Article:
May 28, 2020

July 2011: Life in the Astro-Blogosphere.

July means lightning photography season at Astroguyz HQ…(Photo by Author).

Ah, the seventh month of the calendar year is upon us. July brings our home-world of Earth to aphelion, the start of a new saros, and a look at a fascinating asteroid… and oh yes, the end of a certain low-Earth orbit delivery system. What follows is a sneak peak of what’s up in the July sky and coming to an astro-blog near you;

Coming to a Sky near You: July 1st sees a remote partial solar eclipse and the start of a new saros #156… but will any obsessed eclipse chaser be on hand off the shores of Antarctica to witness it? The 4th sees our planet Earth at aphelion and its farthest point from the Sun, a fact that ameliorates our northern hemisphere climate somewhat during the current epoch. We’ll also take a look at the fascinating close double star Porrima this month, a star that’s been getting a fair amount of telescopic attention as it pairs with Saturn. And by some celestial reckonings, the 12th is the planet Neptune’s “Birthday” as it completes one full orbit since it was first spotted in 1846. This month, we’ll also turn our attention to our nearest natural neighbor in space, as we attempt a spotting of the Lunar Swirl, aka Reiner Gamma. Another notable lunar feature is visible on the 24th, when the Curtis Cross is at a favorable illumination. On the 27th, an occultation of the planet Mars by the waning crescent Moon occurs for viewers the South America; expect a close and photogenic conjunction worldwide. The 28th of the month sees a ramping up of the Southern Delta Aquarid meteor shower, a good lead-in to the Perseid meteors next month. New Moon for July 2011 occurs 14:40EDT on the 30th, and Full Thunder Moon occurs 2:40AM EDT on the 15th.

This Month in Science: This month, all eyes are on the asteroid belt as NASA’s Dawn spacecraft enters orbit around the asteroid Vesta… just what will this world reveal? Craters? Ice? A smiley face or a monolith? Tune in and find out! Another interesting solar system event occurs towards the end on July, as NASA’s sun-monitoring STEREO-B spacecraft gets a good vantage on a passing Comet Elenin… just how well will this comet perform this late fall? Here at Astroguyz, we’ll also look at the ultimate fate of the universe and more reasons not to panic. In the science review department, we’ll look at the planetarium software Starry Night, as well as the chemistry opus The Disappearing Spoon, A Brief History of Time, Cycles of Time by Roger Penrose (I see a “time” theme developing here!) and The Man Who Sold the Milky Way, David Levy’s biography of Bart Bok.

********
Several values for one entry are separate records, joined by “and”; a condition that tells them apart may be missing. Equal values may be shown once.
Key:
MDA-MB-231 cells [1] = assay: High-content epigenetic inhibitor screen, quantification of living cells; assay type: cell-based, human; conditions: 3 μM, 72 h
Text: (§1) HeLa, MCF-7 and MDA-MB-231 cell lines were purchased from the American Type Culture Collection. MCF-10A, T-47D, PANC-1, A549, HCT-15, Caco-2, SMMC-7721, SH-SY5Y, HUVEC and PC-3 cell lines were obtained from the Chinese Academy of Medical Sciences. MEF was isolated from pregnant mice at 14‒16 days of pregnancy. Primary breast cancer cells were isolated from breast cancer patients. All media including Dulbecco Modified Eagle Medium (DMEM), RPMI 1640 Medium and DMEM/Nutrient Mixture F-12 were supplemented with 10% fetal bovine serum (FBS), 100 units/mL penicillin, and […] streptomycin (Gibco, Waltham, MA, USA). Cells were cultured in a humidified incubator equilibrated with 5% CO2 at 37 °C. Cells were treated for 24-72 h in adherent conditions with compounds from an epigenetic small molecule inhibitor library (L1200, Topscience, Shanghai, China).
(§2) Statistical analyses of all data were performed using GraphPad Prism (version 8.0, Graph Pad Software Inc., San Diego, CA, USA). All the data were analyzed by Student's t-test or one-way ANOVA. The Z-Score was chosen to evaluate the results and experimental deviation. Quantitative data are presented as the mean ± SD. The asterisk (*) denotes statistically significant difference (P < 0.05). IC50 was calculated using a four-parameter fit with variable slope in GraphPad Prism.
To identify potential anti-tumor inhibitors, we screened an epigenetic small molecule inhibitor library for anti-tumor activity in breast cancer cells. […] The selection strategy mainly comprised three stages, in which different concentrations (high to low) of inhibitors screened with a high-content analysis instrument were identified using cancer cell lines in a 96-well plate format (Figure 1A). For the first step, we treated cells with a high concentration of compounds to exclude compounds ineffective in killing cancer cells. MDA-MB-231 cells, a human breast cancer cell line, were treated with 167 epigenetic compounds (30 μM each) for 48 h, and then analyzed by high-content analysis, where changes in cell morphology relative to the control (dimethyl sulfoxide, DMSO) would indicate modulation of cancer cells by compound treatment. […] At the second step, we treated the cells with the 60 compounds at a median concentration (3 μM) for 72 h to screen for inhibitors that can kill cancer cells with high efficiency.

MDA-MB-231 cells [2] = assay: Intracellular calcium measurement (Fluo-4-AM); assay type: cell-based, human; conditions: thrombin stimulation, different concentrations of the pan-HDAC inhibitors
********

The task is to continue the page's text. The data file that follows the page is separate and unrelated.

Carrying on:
This Month in Science Fiction: And speaking of not panicking, we’ll also review The Salmon of Doubt, the final collection of works by the late great Douglas Adams. Our review monkeys are also furiously reading Black Halo & Down to the Bone: the 5th Book in the Quantum Gravity series. Also, Pyr books’ the Ghosts of War, recently featured on this very site is due out this month. But the big burning question this month in sci-fi is; will we actually get out from behind our keyboard this month to a theater to review the latest Green Lantern movie?